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Let Wei, The Most Brutal Form Of Combat, Is Back!

Let Wei, also known as Burmese boxing or traditional Fenma boxing, is a violent martial art that has recently been “discovered” by muay Thai fanatics. Sharing a common past with muay boran and pradal serey, Burmese warriors practiced Let Wei from the 12th century but little was known about it until a few years ago. Myanmar’s fifty years of self-segregation has kept this ancient indigenous type of combat hidden from martial arts practitioners. It ranged from battlefields to games held in round sand pits during temple fairs or important events patronized by Burmese kings, similar to those organized in ancient Siam.

All fights used to be “until the end”, with no time limit, often ending with one winner and an unknown loser. Boxers have been specifically trained to endure pain and to attack even after being twisted and revived several times during the game. Bottom buttons, gouging and biting were also allowed. Thus, many fights resulted in the death of one competitor.

Let Wei, also known as Burmese boxing or traditional Fenma boxing, is a violent martial art that has recently been “discovered” by muay Thai fanatics. Sharing a common past with muay boran and sera prada, Burmese warriors practiced Let Wei from the 12th century but little was known about it until a few years ago. Myanmar’s fifty years of self-segregation has kept this ancient indigenous type of combat hidden from martial arts practitioners. It ranged from battlefields to games held in round sand pits during temple fairs or important events patronized by Burmese kings, similar to those organized in ancient Siam. The famous story of Nai Kanomthom comes from those times. Later (early 20th century), basic wooden rings were built on the grounds of the temple or royal palace.

All fights used to be “until the end”, with no time limit, often ending with one winner and an unknown loser. Boxers have been specifically trained to endure pain and to attack even after being twisted and revived several times during the game. Bottom buttons, gouging and biting were also allowed. Thus, many fights resulted in the death of one competitor.

Myanma Traditional Boxing, founded in 1996 with government support to promote Let Wei as a native sport, defined as the Thais did with muay thai, the rules, categories and techniques allowed in the ring. Today fights on right rings are 5 rounds of 3 minutes each. Boxers still fight without gloves, using only cotton or elastic wristbands. Rules are now very similar to muay thai but still allow the use of foundations, hurling and powerful reduction. Hitting an opponent while falling down is also allowed (this was usually allowed in muay thai too). Angles and knees are the weapons of choice for all fighters, used with full function with no protection. I personally saw a couple of teeth flying out of a person’s mouth in Yangon after your powerful back angle hit him. Impressively, the referee allowed him to continue the fight even though he was bleeding profusely, barely able to stand and the beat was clearly spaced.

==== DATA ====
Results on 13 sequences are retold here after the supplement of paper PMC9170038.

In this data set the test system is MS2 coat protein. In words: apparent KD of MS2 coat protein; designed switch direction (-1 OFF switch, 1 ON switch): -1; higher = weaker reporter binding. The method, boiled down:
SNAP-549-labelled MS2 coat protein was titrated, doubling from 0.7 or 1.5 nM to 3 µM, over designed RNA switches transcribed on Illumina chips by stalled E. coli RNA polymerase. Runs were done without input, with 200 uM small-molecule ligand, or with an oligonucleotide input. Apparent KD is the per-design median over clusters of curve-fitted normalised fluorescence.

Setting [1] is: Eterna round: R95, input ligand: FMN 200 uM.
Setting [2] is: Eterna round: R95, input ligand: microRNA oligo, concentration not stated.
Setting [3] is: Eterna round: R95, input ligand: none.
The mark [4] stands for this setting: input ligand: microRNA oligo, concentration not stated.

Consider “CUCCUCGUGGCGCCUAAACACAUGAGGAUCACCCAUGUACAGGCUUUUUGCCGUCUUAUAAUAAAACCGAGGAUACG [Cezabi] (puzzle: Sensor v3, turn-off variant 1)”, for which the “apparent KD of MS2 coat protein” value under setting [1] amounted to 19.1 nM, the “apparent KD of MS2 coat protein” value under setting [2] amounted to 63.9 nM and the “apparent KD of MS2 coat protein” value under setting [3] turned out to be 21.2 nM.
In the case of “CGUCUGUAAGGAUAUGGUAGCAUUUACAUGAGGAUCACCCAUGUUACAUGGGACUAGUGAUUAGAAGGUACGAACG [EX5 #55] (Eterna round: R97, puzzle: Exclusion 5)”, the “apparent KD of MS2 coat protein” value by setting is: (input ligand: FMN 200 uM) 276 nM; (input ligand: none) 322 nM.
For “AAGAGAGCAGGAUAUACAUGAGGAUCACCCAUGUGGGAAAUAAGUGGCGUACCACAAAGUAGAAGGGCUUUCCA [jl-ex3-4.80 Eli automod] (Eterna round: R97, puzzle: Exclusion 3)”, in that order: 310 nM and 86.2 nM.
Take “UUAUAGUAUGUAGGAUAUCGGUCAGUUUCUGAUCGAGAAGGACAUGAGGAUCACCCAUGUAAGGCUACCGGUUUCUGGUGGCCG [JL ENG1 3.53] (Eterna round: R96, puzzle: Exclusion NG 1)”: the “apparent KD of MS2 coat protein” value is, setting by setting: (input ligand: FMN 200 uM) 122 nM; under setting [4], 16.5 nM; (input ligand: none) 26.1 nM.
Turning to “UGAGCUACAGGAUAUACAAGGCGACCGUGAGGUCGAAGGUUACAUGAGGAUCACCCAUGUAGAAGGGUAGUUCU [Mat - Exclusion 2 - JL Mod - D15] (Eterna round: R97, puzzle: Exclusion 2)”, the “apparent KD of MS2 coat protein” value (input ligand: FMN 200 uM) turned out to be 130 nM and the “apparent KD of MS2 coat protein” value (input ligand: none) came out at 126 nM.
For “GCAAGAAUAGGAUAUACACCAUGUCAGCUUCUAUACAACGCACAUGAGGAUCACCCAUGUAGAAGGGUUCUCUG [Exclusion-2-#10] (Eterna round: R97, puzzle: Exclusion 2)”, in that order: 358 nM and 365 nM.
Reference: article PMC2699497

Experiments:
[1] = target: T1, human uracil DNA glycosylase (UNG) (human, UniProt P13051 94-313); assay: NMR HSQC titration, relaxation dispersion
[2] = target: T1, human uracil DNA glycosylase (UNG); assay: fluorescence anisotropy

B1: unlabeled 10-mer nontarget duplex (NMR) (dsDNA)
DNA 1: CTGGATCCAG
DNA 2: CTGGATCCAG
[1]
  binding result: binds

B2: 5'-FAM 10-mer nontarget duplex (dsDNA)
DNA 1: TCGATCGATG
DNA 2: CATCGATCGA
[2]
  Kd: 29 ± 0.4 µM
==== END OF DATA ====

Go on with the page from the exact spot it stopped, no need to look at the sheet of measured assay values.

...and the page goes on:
From an audience standpoint, Let Wei is brutally fast-paced, relaxed and violent. Both fighters often attack at the same time, hitting each other with powerful combinations of pounds, angles and kicks; the focus does not seem to be on defending themselves against the powerful blows of the rivals but on attacking all the time.

Let ‘s Wei fights are not “clean”, in terms of techniques, but they appear to be much more exciting than most muay thai Lumpini fights, which look static, almost dull. In Let Wei combat you will see plenty of knees flying, pulling down and all sorts of tricks involving angles. And all those ugly muay boran movements are no longer allowed in Thailand. Unfortunately, the fights can only be seen in Yangon at weekends and during festival events. Moving around Myanmar is not easy (compared to Thailand) and such events are not as tourist-oriented as in Bangkok.

A beautiful opportunity to see something very similar to Burmese boxing falls every year in April, during the Songkran festivals shared by all Buddhist countries in Southeast Asia. In the Thai town of Mae Sot, on a ring close to the border, Burmese fighters meet their Siamese counterparts for boxing tournaments of ancient style (without gloves, old rules). The rivalry between the two old enemies comes alive every year and there is a huge boom in the promise going on around the ring. This event is recaptured in the Thai film “Ong Bak” (2004), a budget film made in Thailand that has created a great interest and demand for muay boran.

While the well – known champions of Let Wei are actively fighting in Myanmar, due to the brutality of certain techniques and the travel restrictions of the Myanmar government on its citizens, they are not allowed to compete in Thailand or anywhere else outside their country.

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